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In-reservoir destruction of cyanobacteria and their toxins

People Involved

Project Description

One of the greatest global challenges is access to reliable, safe, clean drinking water, especially in developing countries where human activities often reduce water quality. Water levels and quality in drinking water reservoirs across the globe are seriously depleted; the UN predicts 1.8 billion will suffer water shortages by 2025.

Water in depleted reservoirs contains high levels of nitrate and phosphate pollution which in turn results in mass growth of blue-green algal blooms which release toxins.

Using light with a simple catalyst (TiO2 photocatalysis) we aim to deal with blue-green algal contamination of reservoirs by developing and testing new photocatalytic treatment pods which are continually powered by integrated, floating solar panels which drive low energy LEDs.

On completion of this research we will launch a fully scalable in-reservoir water treatment system which will be transferable to any developing or developed country to eliminate hazardous blue-green algal blooms, other pathogens and a wide range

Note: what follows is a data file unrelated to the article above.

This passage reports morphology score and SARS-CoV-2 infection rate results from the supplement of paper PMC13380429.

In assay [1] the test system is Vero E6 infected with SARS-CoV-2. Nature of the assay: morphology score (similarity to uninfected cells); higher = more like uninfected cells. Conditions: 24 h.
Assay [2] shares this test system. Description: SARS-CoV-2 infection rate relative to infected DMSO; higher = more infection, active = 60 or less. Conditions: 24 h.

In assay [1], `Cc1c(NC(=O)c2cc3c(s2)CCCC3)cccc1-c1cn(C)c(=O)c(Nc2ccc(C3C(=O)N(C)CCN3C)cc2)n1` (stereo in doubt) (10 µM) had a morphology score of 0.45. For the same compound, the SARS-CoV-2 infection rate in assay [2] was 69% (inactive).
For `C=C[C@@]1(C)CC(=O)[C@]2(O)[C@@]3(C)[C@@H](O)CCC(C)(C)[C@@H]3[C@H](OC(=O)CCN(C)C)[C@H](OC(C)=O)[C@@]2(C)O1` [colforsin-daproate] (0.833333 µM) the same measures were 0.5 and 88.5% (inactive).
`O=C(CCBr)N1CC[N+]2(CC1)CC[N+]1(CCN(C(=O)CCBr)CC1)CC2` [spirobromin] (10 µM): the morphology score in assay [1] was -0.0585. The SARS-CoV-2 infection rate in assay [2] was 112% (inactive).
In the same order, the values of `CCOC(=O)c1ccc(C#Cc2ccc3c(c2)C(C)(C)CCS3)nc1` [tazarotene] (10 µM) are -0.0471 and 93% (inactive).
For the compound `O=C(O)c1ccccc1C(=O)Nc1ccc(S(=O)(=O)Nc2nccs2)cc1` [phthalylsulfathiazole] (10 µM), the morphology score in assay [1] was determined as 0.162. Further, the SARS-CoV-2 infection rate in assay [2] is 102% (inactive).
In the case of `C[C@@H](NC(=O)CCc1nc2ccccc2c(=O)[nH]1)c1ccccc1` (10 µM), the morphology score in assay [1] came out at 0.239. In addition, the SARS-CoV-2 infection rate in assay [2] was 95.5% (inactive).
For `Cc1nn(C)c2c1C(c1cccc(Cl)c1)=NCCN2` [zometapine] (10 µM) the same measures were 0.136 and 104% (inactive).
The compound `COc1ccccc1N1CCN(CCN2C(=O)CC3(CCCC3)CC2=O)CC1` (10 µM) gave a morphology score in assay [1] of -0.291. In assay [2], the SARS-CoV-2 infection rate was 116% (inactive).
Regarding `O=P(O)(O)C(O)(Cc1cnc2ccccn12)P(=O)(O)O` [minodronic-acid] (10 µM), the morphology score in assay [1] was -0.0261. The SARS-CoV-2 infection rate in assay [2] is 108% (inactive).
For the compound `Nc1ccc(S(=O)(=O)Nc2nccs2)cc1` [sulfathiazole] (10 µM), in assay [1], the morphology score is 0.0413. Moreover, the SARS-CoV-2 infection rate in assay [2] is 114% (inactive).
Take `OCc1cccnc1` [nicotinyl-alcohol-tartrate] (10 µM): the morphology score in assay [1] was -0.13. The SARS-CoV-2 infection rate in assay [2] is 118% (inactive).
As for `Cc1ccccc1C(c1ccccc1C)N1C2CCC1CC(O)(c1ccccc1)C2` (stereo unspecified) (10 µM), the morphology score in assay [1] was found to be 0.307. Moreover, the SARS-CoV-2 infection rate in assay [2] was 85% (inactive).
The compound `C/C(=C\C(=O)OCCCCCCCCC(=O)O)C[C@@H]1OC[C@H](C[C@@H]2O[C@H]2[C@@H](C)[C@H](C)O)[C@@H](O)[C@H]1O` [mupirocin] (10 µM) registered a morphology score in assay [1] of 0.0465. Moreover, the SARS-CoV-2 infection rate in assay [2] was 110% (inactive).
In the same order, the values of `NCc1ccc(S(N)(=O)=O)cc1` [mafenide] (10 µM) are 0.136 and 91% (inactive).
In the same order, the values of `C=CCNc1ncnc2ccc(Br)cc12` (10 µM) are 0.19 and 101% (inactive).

of toxic pollutants .

In collaboration and partnership with University of St Andrew’s, Queen’s University, Belfast, Universidade Federal do Rio de Janeiro (Federal University of Rio de Janeiro) Universidade Federal do Ceará (Federal University of Ceara)

Type of Project Project
Status Project Complete
Funder(s) Engineering & Physical Sciences Research Council
Value £440,347.00
Project Dates May 1, 2017 - Aug 31, 2021

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